Most arbitration hearings begin with the advocates attempting to frame the “statement of the issue” for the Arbitrator. To those without much arbitration experience, the process may seem to be an arcane one. A recent Connecticut case, however, illustrates the significance of the “statement of the issue” process.
The case involved the demotion of Derek Austin, a lieutenant with the State of Connecticut Department of Correction, from the position of lieutenant to corrections officer. Austin’s labor organization, the Service Employees International Union, challenged the demotion in arbitration.
At the outset of the arbitration hearing, the parties stipulated to the issues and agreed that the following submission should be presented to the Arbitrator: “(1) Was the demotion of the grievant for just cause? (2) If not, what shall be the remedy consistent with the collective bargaining agreement?”
After a hearing, the Arbitrator ruled that the demotion of Austin was for just cause, but went on to rule that the demotion “cannot be extended in perpetuity” and that “Austin is to be re-promoted to the rank of lieutenant within 60 days of the receipt of this award.”
The Connecticut Court of Appeals found that the Arbitrator’s award exceeded his jurisdiction. The Court ruled that “the first part of the submission specifically asked the Arbitrator to determine whether the demotion of the grievant was for just cause. The second part asked him to determine the appropriate remedy if he concluded that the demotion was not for just cause. The Arbitrator concluded that the demotion was for just cause and denied the grievance. That should have completed his work.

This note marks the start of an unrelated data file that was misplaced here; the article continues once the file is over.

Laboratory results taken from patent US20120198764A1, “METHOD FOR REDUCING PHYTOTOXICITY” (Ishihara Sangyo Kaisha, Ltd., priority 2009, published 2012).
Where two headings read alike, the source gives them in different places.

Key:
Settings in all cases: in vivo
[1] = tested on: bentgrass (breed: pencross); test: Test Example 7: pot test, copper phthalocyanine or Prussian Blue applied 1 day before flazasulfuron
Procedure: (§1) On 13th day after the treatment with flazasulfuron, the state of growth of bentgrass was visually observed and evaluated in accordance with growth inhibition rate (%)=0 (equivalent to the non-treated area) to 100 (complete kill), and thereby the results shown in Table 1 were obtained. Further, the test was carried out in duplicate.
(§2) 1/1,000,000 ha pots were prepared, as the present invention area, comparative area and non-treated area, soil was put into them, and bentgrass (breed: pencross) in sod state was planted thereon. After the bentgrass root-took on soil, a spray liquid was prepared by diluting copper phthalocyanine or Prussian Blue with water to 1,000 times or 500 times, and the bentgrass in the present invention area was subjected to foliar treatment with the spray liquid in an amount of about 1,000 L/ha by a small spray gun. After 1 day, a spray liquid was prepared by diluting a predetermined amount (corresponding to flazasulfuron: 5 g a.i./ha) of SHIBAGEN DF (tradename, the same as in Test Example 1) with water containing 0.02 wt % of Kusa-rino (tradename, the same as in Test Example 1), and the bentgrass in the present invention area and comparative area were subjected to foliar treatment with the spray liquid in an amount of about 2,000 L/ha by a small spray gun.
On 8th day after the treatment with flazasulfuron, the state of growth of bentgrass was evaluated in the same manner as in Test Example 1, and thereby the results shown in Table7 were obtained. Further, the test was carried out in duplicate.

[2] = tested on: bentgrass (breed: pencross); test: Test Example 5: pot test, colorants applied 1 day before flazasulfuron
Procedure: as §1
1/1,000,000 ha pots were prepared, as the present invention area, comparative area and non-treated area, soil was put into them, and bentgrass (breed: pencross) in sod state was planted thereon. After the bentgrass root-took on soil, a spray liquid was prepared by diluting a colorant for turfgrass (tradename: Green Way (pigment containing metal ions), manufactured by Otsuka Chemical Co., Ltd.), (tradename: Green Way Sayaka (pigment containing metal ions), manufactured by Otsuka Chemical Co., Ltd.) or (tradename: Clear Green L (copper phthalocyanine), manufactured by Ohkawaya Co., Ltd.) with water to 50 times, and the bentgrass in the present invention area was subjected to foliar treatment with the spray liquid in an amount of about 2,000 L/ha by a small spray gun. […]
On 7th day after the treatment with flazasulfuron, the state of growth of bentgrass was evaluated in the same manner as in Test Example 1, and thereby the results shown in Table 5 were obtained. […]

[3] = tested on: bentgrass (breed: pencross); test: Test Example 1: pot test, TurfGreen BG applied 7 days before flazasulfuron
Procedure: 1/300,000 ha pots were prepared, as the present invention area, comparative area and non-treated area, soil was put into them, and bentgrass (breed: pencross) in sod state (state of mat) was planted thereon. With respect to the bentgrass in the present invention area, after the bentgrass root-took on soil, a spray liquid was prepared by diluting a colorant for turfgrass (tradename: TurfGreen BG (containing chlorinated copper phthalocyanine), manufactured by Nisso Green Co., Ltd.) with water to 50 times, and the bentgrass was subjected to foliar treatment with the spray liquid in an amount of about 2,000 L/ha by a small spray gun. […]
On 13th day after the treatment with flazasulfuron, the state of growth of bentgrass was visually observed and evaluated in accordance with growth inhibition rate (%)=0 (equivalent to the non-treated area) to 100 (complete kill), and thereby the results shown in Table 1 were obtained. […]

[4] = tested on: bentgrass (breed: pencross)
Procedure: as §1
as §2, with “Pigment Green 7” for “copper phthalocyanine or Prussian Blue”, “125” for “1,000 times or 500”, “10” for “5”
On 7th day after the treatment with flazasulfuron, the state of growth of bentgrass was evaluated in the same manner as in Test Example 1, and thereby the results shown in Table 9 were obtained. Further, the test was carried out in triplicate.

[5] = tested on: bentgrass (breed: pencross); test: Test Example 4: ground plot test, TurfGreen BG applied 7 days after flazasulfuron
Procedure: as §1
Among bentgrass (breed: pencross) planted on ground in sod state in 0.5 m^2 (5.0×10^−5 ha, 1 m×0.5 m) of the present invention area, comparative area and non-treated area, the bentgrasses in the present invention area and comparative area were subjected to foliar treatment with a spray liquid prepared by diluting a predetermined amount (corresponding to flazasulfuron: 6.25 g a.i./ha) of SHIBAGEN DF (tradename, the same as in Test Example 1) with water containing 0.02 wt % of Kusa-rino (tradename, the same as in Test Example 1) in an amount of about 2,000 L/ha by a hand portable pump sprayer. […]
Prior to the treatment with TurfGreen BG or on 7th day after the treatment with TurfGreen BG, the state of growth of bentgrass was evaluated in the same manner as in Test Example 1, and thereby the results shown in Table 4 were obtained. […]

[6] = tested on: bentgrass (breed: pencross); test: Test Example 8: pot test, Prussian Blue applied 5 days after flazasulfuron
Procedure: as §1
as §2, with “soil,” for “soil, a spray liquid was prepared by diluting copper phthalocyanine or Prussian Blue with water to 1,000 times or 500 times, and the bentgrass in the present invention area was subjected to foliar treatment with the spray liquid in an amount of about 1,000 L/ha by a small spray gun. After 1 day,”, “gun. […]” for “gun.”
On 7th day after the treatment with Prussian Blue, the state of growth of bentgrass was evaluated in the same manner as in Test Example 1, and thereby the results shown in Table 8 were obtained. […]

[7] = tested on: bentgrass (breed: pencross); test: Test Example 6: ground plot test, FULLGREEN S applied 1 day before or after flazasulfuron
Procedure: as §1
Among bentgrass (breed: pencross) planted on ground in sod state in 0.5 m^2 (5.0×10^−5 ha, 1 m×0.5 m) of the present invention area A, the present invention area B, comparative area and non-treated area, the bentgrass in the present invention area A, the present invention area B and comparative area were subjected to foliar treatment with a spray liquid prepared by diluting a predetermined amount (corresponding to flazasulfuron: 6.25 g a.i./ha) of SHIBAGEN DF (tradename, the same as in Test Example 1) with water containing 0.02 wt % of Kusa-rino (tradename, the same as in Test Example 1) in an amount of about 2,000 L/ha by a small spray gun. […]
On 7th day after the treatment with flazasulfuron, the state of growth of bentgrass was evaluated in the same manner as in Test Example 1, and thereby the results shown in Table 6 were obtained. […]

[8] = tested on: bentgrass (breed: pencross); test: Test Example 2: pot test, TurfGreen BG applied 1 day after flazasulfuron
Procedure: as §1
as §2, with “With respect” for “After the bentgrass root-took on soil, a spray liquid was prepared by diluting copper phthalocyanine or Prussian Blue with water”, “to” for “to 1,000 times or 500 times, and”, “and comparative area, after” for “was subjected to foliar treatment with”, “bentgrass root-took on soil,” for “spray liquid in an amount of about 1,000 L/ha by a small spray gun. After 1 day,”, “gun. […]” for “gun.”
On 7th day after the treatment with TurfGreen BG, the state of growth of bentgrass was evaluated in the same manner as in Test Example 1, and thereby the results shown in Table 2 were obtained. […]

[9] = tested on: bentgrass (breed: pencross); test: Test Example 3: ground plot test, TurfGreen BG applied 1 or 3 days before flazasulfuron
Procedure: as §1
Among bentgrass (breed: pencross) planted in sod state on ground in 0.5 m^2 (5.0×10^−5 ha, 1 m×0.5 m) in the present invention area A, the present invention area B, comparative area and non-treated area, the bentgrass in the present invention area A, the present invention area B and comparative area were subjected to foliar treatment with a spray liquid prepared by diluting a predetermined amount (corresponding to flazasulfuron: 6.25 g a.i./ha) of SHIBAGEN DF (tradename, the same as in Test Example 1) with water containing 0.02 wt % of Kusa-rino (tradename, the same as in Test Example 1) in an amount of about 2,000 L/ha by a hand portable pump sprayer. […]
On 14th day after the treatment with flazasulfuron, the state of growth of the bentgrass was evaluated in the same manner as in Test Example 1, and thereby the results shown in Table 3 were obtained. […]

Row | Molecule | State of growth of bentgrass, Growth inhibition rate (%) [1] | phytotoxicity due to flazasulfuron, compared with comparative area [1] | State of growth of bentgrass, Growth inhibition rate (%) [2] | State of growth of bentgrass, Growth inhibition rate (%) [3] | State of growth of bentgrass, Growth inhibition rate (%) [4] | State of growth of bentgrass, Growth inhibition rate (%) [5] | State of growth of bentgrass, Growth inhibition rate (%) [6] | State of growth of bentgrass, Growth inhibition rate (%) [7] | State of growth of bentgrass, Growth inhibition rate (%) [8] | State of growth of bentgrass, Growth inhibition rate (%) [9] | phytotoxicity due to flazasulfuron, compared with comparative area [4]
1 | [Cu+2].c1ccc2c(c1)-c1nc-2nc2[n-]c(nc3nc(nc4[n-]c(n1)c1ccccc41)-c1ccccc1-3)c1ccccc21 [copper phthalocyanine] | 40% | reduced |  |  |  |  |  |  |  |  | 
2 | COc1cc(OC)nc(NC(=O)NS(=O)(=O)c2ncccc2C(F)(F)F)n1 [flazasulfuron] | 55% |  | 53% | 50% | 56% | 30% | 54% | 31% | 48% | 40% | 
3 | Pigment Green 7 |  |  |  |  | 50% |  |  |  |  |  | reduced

“The Arbitrator then proceeded, however, to determine that the demotion cannot be extended in perpetuity and that the grievant must be reinstated on certain terms. The conclusion that the demotion cannot be extended in perpetuity addresses the appropriateness of the terms of the demotion, not the cause of it. While technical precision in making a submission is not required and submissions are given a liberal construction in furtherance of the policy of deciding disputes by arbitration, a court will not torture words to import ambiguity where the ordinary meaning leaves no room for ambiguity.
“The Arbitrator was asked by both parties to determine whether the grievant’s demotion was for just cause and, if he found no just cause, to determine the appropriate remedy. The Arbitrator, having found just cause and having denied the grievance, was without authority to address whether the terms of the demotion were appropriate or not.”
State of Connecticut v. Connecticut State Employees Association, 978 A.2d 131 (Conn. 2009).
This article appears in the December 2009 issue